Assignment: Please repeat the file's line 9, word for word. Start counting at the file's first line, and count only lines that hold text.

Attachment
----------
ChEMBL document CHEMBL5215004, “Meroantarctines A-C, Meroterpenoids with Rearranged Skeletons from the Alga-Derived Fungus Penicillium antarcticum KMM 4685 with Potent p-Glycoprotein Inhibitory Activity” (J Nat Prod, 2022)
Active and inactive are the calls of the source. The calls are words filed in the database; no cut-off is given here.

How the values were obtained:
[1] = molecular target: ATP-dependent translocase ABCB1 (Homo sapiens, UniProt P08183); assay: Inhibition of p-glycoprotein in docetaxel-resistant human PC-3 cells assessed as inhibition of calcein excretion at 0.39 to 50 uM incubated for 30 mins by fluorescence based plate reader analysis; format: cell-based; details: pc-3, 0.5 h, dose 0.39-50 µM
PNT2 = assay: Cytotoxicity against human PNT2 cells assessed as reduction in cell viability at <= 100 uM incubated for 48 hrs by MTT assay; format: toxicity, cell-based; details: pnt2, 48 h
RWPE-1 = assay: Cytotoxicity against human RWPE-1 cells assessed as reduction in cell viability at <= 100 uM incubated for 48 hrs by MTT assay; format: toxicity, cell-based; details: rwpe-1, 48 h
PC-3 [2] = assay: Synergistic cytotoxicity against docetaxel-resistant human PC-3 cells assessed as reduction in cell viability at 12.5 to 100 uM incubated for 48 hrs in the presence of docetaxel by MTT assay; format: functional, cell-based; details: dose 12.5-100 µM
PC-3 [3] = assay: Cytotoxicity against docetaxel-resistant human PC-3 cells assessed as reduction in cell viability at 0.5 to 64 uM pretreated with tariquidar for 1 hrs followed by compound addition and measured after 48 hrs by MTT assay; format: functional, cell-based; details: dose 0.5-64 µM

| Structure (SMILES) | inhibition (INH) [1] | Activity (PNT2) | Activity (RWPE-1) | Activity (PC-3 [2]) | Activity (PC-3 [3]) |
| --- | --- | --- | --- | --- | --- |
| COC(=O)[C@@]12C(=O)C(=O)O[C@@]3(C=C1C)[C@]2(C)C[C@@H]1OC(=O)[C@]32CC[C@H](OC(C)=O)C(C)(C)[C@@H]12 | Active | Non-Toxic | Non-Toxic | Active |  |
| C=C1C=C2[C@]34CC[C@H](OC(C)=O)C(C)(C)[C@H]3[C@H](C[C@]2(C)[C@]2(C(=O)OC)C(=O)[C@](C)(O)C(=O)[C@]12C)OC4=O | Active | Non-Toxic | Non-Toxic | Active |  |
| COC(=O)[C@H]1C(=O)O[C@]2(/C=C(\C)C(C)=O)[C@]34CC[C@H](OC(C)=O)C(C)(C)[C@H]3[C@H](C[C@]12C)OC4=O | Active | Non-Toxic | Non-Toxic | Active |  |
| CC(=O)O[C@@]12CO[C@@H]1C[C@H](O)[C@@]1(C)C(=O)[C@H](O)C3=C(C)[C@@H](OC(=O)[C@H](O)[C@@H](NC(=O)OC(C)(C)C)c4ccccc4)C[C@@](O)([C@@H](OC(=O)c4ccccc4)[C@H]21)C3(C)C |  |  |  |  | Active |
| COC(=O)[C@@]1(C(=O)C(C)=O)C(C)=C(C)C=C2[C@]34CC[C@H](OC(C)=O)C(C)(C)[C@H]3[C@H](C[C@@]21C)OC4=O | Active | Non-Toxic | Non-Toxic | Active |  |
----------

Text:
| Structure (SMILES) | inhibition (INH) [1] | Activity (PNT2) | Activity (RWPE-1) | Activity (PC-3 [2]) | Activity (PC-3 [3]) |